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Messages - paintboy

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I did most prep solo, but that isn't necessarily a recomendation, just how it worked out for me as the year evolved. For whatever variety of reasons, I didn't enmesh with any group that would have had value as a study group... in hindsight I think I should have tried harder to socialize and develop more of a in-school support network ...not to say that it would have taken as formal a form as a "study group" even, but there would be greater potential for ad hoc discussion and support at least.

As for outlining in particular, I did it as I went along rather than compiling it later on. I imagine my outlines were more rambling than those of the edit-and-refine folks, but then again I'm an audio learner, and my note taking is... well, not my strongest area... :-\

I used the Outliner program from Storelaw, which helped keep my notes from becoming overly free-range. Outliner also had outline templates based on the 1L casebooks available, which provided headings and subheadings preformatted, and that saved me a lot of work (once again, the data entry side of note taking being a weakness for me) The templates also had built in cases pre-entered, with 2 of the 4 casebooks even having citations pre-entered. Each case's section had tabs for my brief, in-class notes, outside source notes, and even could provide an online brief from either lexis or westlaw (if the citation is entered)... which can help a little on those jammed up and less than prepared occasions. But, as seems to be a recuring theme, results may vary.

Also, I found commercial outlines pretty helpful for establishing understanding as the year progressed... helping to simplify/distill concepts as well as confirm (or correct) that a concept was what I thought it was. Also, some classes seemed like better fits for commercial study aids. Property in particular has some rather formula-driven subjects (future interests, estates in land, etc)

However, I found the commercial outlines to be less helpful for end of semmester exam prep (though not totally without value). At that stage I think the commercial outlines can give a false sense of clairity that can crumble when faced with an exam's muddy fact pattern... better to be prepared for the mud.

I suppose everyone has to find their groove.... whatever combination of anal and zen that works for them, the trick is finding the right mix sooner than later...plus having a thick skin doesn't hurt.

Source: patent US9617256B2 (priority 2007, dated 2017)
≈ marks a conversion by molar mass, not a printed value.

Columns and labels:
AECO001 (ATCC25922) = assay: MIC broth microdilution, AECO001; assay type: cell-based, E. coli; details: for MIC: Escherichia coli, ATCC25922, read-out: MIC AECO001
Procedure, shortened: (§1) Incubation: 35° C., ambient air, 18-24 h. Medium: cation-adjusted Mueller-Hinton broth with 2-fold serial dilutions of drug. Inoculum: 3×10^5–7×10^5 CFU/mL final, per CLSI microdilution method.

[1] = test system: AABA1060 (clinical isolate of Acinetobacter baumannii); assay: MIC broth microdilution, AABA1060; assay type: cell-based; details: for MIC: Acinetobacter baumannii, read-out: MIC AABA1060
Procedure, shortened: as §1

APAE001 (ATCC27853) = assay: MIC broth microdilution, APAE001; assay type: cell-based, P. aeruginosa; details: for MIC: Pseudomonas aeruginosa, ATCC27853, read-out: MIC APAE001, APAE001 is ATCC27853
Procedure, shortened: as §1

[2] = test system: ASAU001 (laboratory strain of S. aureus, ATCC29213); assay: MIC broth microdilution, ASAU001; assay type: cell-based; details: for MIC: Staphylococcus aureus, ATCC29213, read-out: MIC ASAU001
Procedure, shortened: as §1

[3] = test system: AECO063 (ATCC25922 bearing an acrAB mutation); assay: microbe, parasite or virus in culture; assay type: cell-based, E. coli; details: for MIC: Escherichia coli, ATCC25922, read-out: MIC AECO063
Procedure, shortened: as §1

GOOD LUCK!  8)

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hiya,

I'm an incoming 2L, but I didn't have any of the profs you will be other than Prof. Shmedemann, who is the lead prof for WRAP in all sections. With WRAP, the adjunct will teach your smallish dozen or so student homeroom, and there is where almost all of the work involved with WRAP happens. The full section WRAP class lead by Prof Shmedemann tends to be mostly lecture, and frankly, somewhat remedial.

Prof. Steenson substituted a couple of class meetings for my torts prof (who had a familly emergency) and he seemed quite good.

MJF does provide opportunities for those interested in volunteering, but like so many things, the opportunity is mostly what you make of it.

Now as for briefing, what you've got looks like a good start. It is important to remember why you are briefing the cases you read. It mostly comes down to 2 main reasons, to be prepared for class discussion in the nearterm, and to use to distill rules/theories of law (that can be applied to other facts) out of for your outline and/or exams. While avoiding embarassment can be a great motivator, and while it is important to know what you and everyone else is talking about in class, in the end, it's the exams that count. This means your style of briefing will need to adjust as you go so that you can make sure that you're putting in everything you need and leaving out what may confuse you or just waste time. Some profs are more Socratic than others, and they tend to ask more gotcha type questions... like who the judge was, or a procedural tidbit that doesnt really effect the result... while others are mostly interested in the underlying legal reasoning. The facts are important, but mostly as a template that the reasoning is applied to, and as compared/contrasted with other (frequently hypothetical) fact patterns. I suppose what I am saying is that casebriefs are just tools, and you will probably need to adjust your style as you learn, and even from subject to subject. Eventually most folks stop doing anything resembling a formal case brief, but that requires a lot of practice in case reading and learning what to note, and what is clutter.